No One is Perfect, the Stars Admit: Teen Mental Health and Weight Stigma
Weight stigma can be cruel. It can make teens and adolescents feel ashamed of their bodies. It can interfere with their ability to enjoy school and social events. Weight stigma can also lead teens to develop binge eating disorder (BED) and other eating disorders. After being bullied, teased, or ridiculed with harsh language, it’s all too easy to internalize negative messages, and even agree with them. As BEDA’s Weight Stigma Awareness Week wraps up, interviews with celebrities reveal that all young women feel the pressure to look a certain way. Many top stars in music, fashion, films and television have also struggled with notions of perfection, and they want young people to know that recovery is possible.
Born That Way
You may not recognize the name, but the face is probably very familiar. Therés Amee has become a prominent figure in the fashion industry. As a mid-size, or “In-Betweener” model, she is gaining ground on the world’s most famous runways, and giving hope to ordinary women everywhere. Amee recently told HUSH magazine that she feels the fashion industry is slowly adapting to the concept of “Beauty Beyond Size.”
“Each fashion week we notice more and more diversity not only in race, but also in body type,” she said. “However, society needs to understand and accept the inevitability of genetics. Honestly, that’s what it comes down to. Yes, of course, practice a healthy lifestyle and respect your body, but the Victoria Secret Angels were born that way.”
Amee says she knows that she will never look like one of those Victoria Secret models, and that’s OK. But the competition within her industry is fierce against the tiny people that populate it: “Them, and numerous other naturally petite/slim humans, typically with a fast metabolism and small boned anatomy. Now enhance that with a strict diet, trainers, glam squad, some further enhancements and congratulations, you’ve earned your wings. But certain women can go through the exact same process- and never look like that. Why? Because of their damn genetics!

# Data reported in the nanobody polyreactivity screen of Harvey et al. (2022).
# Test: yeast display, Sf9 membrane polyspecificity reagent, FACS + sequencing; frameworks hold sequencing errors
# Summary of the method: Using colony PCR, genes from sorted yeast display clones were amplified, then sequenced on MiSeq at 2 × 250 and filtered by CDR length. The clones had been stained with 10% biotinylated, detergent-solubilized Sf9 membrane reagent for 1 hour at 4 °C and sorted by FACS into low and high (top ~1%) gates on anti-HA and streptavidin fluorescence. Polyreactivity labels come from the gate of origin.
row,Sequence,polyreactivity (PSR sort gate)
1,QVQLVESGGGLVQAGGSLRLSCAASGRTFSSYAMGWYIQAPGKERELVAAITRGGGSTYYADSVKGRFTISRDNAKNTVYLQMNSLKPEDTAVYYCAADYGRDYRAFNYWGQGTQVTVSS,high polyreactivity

Hips Don’t Lie
Shakira says she needed therapy to help her learn to love her body. The international pop star said she went through hundreds of hours of counseling to overcome her body issues. Despite the fact that she is one of the highest earning female recording artists of all time, with teenaged fans all over the world, Shakira admits that she was often unhappy with her body. “I wished I was taller, had longer legs, slimmer hips, a smaller bottom, even straighter hair. I am just like all women – we’re born to criticize ourselves,” she told the UK Telegraph. “Therapy has helped me so much in every aspect of my life from body image to relationships. It’s about understanding myself – sometimes I’ll speak to my therapist for an hour a day, it has become my routine.
The star continues to train hard with celebrity fitness guru Tracy Anderson, who has worked with Madonna and Gwyneth Paltrow. But not to the point of obsession. “I haven’t been on the scales for a year,” Shakira told the Telegraph. “I’ve become so much more comfortable with who I am, and the body God has given me.”
Taking Back the Power to Define Beauty
Other celebrities are speaking out, telling young girls that they should try only to be themselves and love who they are. Singer and actress Demi Lovato has received much positive recognition for sharing her struggles with body image and eating disorders. In 2013, she was cited for her dedication as a mentor to teens and young adults with mental health challenges at a National Children’s Mental Health Awareness Day hosted by the Substance Abuse and Mental Health Services Administration in Washington, D.C. Lovado now admits that as a child she compulsively over-ate, then starved herself after being called ‘fat’ at school by bullies. She says the pressure for perfection contributed to her eating disorder. But these days, she feels the most beautiful when she relaxes without makeup.